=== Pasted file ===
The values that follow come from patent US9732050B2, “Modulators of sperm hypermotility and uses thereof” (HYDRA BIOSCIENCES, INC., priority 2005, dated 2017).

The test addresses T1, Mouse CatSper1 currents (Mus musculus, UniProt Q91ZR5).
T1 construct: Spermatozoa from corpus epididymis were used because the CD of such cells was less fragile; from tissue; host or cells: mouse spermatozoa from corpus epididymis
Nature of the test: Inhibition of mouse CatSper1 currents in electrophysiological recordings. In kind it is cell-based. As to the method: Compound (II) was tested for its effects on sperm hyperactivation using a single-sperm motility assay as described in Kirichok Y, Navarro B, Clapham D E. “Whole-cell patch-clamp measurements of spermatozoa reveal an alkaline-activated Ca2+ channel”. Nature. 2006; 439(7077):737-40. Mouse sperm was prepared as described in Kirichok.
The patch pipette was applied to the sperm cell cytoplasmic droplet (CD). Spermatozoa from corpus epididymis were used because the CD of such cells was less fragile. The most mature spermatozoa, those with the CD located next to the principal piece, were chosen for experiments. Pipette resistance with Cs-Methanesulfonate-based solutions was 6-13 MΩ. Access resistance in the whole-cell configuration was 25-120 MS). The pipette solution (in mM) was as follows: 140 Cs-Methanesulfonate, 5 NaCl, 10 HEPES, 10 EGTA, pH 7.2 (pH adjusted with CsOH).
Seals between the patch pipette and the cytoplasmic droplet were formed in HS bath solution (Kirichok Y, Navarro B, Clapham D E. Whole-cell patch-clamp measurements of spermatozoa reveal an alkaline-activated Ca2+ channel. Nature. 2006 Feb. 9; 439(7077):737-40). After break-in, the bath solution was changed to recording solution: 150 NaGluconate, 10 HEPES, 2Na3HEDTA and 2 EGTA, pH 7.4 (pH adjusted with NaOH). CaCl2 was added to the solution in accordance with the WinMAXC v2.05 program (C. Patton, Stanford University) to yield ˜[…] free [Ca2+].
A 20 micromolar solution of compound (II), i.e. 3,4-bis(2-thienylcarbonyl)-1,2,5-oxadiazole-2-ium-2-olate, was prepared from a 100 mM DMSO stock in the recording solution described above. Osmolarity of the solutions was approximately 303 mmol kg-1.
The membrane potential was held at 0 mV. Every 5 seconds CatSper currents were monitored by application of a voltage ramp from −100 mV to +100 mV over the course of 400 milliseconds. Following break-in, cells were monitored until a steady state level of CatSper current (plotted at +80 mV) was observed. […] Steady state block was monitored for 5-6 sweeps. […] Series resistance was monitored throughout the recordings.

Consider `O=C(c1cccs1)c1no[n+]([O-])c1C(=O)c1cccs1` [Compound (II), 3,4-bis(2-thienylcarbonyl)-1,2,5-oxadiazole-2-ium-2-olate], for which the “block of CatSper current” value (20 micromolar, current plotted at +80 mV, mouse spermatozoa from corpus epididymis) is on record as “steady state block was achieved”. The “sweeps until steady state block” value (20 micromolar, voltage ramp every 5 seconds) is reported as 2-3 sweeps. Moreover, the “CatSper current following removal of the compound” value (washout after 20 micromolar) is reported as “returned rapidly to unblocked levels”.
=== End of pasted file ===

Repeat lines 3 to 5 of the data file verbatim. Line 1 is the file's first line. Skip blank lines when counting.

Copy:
T1 construct: Spermatozoa from corpus epididymis were used because the CD of such cells was less fragile; from tissue; host or cells: mouse spermatozoa from corpus epididymis
Nature of the test: Inhibition of mouse CatSper1 currents in electrophysiological recordings. In kind it is cell-based. As to the method: Compound (II) was tested for its effects on sperm hyperactivation using a single-sperm motility assay as described in Kirichok Y, Navarro B, Clapham D E. “Whole-cell patch-clamp measurements of spermatozoa reveal an alkaline-activated Ca2+ channel”. Nature. 2006; 439(7077):737-40. Mouse sperm was prepared as described in Kirichok.
The patch pipette was applied to the sperm cell cytoplasmic droplet (CD). Spermatozoa from corpus epididymis were used because the CD of such cells was less fragile. The most mature spermatozoa, those with the CD located next to the principal piece, were chosen for experiments. Pipette resistance with Cs-Methanesulfonate-based solutions was 6-13 MΩ. Access resistance in the whole-cell configuration was 25-120 MS). The pipette solution (in mM) was as follows: 140 Cs-Methanesulfonate, 5 NaCl, 10 HEPES, 10 EGTA, pH 7.2 (pH adjusted with CsOH).